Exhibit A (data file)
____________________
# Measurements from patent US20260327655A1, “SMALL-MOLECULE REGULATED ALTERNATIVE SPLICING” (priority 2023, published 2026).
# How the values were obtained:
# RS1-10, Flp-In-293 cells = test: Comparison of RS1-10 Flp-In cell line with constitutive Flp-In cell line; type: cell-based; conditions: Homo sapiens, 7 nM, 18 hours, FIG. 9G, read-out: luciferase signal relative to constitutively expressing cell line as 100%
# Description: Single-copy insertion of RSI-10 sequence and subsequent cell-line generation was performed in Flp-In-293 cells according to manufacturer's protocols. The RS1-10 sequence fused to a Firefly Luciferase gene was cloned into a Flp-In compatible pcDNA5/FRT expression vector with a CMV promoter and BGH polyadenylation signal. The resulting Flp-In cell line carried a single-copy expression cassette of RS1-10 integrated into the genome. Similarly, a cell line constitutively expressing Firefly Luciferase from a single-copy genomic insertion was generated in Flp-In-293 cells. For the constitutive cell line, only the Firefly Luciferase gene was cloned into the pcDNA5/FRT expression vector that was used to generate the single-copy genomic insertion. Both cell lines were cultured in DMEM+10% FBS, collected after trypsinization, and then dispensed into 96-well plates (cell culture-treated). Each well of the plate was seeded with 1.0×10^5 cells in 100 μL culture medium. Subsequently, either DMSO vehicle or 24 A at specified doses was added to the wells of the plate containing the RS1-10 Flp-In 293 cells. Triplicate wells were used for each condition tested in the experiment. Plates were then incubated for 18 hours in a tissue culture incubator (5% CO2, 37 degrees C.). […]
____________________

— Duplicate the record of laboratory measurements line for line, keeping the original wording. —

# Measurements from patent US20260327655A1, “SMALL-MOLECULE REGULATED ALTERNATIVE SPLICING” (priority 2023, published 2026).
# How the values were obtained:
# RS1-10, Flp-In-293 cells = test: Comparison of RS1-10 Flp-In cell line with constitutive Flp-In cell line; type: cell-based; conditions: Homo sapiens, 7 nM, 18 hours, FIG. 9G, read-out: luciferase signal relative to constitutively expressing cell line as 100%
# Description: Single-copy insertion of RSI-10 sequence and subsequent cell-line generation was performed in Flp-In-293 cells according to manufacturer's protocols. The RS1-10 sequence fused to a Firefly Luciferase gene was cloned into a Flp-In compatible pcDNA5/FRT expression vector with a CMV promoter and BGH polyadenylation signal. The resulting Flp-In cell line carried a single-copy expression cassette of RS1-10 integrated into the genome. Similarly, a cell line constitutively expressing Firefly Luciferase from a single-copy genomic insertion was generated in Flp-In-293 cells. For the constitutive cell line, only the Firefly Luciferase gene was cloned into the pcDNA5/FRT expression vector that was used to generate the single-copy genomic insertion. Both cell lines were cultured in DMEM+10% FBS, collected after trypsinization, and then dispensed into 96-well plates (cell culture-treated). Each well of the plate was seeded with 1.0×10^5 cells in 100 μL culture medium. Subsequently, either DMSO vehicle or 24 A at specified doses was added to the wells of the plate containing the RS1-10 Flp-In 293 cells. Triplicate wells were used for each condition tested in the experiment. Plates were then incubated for 18 hours in a tissue culture incubator (5% CO2, 37 degrees C.). […]